Shot down by neighborhood protests, Station Casinos has
decided to sell its option on 33 acres of gaming property in North Las Vegas.
“We’re going to take the gaming designation off it and
sell it,’’ said Glenn Christensen, executive vice president and chief
financial officer. The parcel at Martin Luther King Boulevard and Craig Road,
which will revert to commercial zoning, will not be considered as a future
casino site, city officials say.
That’s important for Station, which is trying to shore up
its customer base at Texas Station, Fiesta and Santa Fe along Rancho Drive.
Since acquiring the Fiesta and Santa Fe, the three northwest properties have
suffered flat or declining revenue.
But Christensen says that doesn’t mean Station won’t
expand. He said the company will take a hard look at the 40-acre tract set for
gaming along the new northern beltway alignment at Simmons Street. Station’s
partner at the upcoming Green Valley Station, American Nevada Corp., is drawing
the master plan for the North Las Vegas property, which could give the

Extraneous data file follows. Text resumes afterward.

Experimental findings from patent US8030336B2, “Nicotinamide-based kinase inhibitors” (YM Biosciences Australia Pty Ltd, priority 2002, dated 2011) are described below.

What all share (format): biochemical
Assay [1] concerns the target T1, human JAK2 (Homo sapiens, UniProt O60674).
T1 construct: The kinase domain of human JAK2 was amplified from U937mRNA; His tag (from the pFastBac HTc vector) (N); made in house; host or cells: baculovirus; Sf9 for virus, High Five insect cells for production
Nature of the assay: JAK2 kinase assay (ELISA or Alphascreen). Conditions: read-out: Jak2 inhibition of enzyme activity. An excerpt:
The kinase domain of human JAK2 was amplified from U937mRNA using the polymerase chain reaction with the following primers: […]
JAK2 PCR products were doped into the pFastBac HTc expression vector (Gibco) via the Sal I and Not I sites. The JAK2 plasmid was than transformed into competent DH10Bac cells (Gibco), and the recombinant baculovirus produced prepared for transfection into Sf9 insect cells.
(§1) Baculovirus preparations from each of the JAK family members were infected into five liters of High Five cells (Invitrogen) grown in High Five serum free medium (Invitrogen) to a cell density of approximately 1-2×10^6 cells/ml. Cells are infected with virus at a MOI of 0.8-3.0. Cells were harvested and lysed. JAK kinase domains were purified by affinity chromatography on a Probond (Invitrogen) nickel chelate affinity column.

neighborhood casino company the inside track.
As a five- to 10-year development, the beltway land could
fit nicely into Station’s timetable. With growth moving ever-northward, the
new freeway provides a separate and distinct submarket from the Rancho corridor.
Meantime, President Lorenzo Fertitta tells GamingToday
that Station has “a number of pieces of land around the valley’’ that will
eventually become casino sites. Some of those parcels are located along other
portions of the beltway.
Station is also eyeing the Regent at Summerlin, in the wake
of a relatively low bid of $82 million. “We could end up being the stalking
horse, who knows?’’ Christensen said.
Some analysts are skeptical about Station’s ability to
finance new projects. But after selling off its riverboats in the Midwest,
Station has returned to its roots as an exclusively Las Vegas hotelier.
The company is also keeping its hand in political issues.
This month’s colorful (and bilingual) corporate newsletter displays maps of
proposed routes for hauling high-level nuclear waste into Nevada.
As the newsletter states: “The transport and storage of
nuclear waste in Southern Nevada creates deadly and long-term economic
risks.’’ One of the routes, incidentally, is along the northern beltway.